Kenya’s attorney general eyes action against US

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Kenya’s attorney general Amos Wako said he planned to take legal action against the United States because the reasons it gave for revoking his visa were defamatory.
The United States confirmed last week it had issued Wako, who has been Kenya’s top government lawyer since 1991, with a travel ban because he was considered an obstacle to the fight against corruption in east Africa’s biggest economy.
“In view of the reasons given, which are clearly defamatory, it is my intention to seek legal advice with a view of instituting legal proceedings in the United States of America.
“I want to take the war there, in the United States of America,” he told a news conference
Ending a culture of impunity in a country where corruption is almost endemic is seen by international donors has a crucial step towards avoiding a repeat of last year’s post-election violence at the next presidential election in 2012.
Wako has been criticised for failing to prosecute the perpetrators of the post-election violence that killed at least 1300 people, and for not nailing the architects of several audacious corruption scams worth hundreds of millions of dollars.
Wako said the letter he had received revoking his visa accused him of “corrupt actions which have adversely affected the national interests of the United States of America”.
Wako defended his record, saying he had consistently been a driver for reform within government, even during difficult times, and that the US decision had been made in “bad faith”.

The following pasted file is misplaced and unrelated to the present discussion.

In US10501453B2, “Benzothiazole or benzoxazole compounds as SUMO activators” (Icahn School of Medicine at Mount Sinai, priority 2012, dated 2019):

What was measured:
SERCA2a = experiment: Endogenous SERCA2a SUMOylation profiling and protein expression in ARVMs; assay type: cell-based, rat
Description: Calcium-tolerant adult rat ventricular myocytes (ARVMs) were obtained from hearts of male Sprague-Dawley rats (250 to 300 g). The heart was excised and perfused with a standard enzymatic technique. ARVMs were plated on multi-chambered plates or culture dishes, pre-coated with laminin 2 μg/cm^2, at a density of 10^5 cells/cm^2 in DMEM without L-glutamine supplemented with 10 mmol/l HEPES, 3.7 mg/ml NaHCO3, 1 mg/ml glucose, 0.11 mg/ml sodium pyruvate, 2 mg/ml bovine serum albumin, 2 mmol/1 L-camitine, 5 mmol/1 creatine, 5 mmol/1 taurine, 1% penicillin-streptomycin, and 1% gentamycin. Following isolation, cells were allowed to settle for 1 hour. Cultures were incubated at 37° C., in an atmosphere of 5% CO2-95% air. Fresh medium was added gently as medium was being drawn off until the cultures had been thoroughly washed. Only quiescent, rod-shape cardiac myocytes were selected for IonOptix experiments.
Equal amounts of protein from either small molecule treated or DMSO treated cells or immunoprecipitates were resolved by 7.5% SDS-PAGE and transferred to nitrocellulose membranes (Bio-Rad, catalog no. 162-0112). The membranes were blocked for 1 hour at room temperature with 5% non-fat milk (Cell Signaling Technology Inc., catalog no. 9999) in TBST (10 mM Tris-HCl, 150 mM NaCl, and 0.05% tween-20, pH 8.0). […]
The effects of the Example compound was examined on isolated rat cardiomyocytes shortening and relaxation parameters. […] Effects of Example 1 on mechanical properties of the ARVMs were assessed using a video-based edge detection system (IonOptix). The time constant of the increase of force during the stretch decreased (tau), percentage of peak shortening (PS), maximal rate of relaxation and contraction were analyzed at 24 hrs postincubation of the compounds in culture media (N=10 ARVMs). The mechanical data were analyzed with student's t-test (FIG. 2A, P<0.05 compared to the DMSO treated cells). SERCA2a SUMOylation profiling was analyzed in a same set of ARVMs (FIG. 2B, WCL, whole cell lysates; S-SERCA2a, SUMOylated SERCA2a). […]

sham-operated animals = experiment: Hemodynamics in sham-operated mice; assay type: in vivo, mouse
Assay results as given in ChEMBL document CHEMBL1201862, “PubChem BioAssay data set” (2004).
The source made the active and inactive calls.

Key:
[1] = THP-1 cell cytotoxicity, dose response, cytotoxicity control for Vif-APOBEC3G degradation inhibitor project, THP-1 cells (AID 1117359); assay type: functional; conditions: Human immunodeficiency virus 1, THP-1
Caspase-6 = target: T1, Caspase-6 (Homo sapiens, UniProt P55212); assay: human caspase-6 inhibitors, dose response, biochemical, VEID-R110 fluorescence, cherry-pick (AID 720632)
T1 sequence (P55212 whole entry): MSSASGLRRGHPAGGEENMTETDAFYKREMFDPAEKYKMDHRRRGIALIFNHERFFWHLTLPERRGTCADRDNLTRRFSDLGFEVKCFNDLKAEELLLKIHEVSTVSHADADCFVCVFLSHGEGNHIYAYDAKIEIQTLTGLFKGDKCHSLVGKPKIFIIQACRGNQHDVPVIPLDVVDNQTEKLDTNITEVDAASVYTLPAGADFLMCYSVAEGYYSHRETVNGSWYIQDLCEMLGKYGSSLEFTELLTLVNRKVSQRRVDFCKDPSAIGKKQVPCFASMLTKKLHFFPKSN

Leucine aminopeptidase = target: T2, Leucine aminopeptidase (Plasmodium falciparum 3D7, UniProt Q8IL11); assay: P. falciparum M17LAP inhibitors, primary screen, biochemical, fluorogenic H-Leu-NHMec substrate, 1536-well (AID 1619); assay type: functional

One of the most infamous graft cases is the “Anglo Leasing” scam in which Kenyan state contracts worth hundreds of millions of dollars were awarded to non-existent firms.
The scam involved payments of government money to shadowy foreign companies for services ranging from forgery-proof passports to naval ships and forensic laboratories which never materialised.
Kenya asked Britain’s Serious Fraud Office to investigate some of the fictitious contracts but it ended the probe because Kenya failed to provide evidence.
In February, the head of Kenya’s anti-graft body accused the high court of blocking its efforts to fight corruption by ordering a halt to the Anglo Leasing investigation.
Wako also blamed the United States for hindering the Anglo Leasing investigation by failing to secure the cooperation of potentially key witnesses who are American citizens.
“This is already a case of double standards where the bigger and more competent brother is demanding more from the younger brother, than he the bigger brother can deliver,” Wako said.